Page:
Swetye is the first to admit that CityFresh would have gone under during its start up without grant funding-from USDA, and later Gund and Cleveland foundations. When the foundations told them last year that they would have to sink or swim on member support, they had at least established the core of their operation. At the end of 2011's five-month growing season, CityFresh operated in the black on 100% individual support from selling an average of 600 share bags a week, Swetye says. That generated $150,000 to $200,000 in annual sales for farmers. Swetye's goal this year is to sell 1,000 share bags a week. Their existing operation can handle at least 1,200 share bags a week.

The economics of farming are such that Swetye estimates we need to buy 20% of our food from local sources for private enterprise to thrive. How do we get there from here in Cleveland?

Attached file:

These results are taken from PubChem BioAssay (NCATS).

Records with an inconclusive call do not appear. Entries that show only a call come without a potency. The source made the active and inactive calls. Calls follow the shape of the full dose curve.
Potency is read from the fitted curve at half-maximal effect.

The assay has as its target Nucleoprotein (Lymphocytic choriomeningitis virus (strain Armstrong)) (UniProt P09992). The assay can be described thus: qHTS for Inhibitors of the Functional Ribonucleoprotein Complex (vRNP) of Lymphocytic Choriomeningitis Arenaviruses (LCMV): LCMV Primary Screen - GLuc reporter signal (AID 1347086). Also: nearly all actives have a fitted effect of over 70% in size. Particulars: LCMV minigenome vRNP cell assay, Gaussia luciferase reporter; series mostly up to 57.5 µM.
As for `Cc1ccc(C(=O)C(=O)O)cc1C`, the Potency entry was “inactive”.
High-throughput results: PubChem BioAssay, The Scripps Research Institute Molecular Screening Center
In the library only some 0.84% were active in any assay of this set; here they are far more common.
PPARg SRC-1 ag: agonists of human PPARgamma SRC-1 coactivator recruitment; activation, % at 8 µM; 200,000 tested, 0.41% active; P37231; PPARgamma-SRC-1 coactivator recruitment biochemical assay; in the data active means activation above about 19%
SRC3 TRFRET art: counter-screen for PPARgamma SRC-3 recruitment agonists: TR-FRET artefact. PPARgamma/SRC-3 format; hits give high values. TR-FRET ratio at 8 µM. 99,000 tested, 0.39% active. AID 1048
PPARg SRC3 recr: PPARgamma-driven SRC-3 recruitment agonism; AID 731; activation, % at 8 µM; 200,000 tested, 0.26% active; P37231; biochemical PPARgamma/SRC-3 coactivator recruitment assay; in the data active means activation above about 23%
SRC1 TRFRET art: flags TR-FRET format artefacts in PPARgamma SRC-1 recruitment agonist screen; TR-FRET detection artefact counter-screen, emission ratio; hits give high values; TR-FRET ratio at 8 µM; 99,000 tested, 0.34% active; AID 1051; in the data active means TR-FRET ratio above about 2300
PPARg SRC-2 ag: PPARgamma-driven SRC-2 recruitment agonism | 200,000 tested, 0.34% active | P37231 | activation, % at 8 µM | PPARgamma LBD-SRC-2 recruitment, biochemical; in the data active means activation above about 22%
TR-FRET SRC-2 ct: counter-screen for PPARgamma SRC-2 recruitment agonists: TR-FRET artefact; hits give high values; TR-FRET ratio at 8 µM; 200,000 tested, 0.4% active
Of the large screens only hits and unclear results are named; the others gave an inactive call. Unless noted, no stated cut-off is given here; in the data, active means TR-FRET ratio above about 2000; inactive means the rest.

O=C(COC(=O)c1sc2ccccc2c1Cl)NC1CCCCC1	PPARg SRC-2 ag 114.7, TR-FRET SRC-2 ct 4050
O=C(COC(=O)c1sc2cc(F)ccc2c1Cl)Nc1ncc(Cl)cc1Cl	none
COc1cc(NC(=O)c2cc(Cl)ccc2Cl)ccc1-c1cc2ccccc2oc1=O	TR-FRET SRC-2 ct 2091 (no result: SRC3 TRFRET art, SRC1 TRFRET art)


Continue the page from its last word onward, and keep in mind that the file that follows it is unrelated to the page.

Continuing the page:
"We'll have bigger (urban) farms where some of these houses are coming down. Early on there were a few big parcels (in Cleveland) for urban farms. But these are getting gobbled up by well-publicized groups, which is fine, but it's getting harder to find continuous land that isn't contaminated."

"The local food system is more than just the farmer. It's also the processes for year-round local food. We have to get canning going for institutions like hospitals and prisons and schools. They're not going to change their methods for preparing food but they'll (use canned goods from local farms).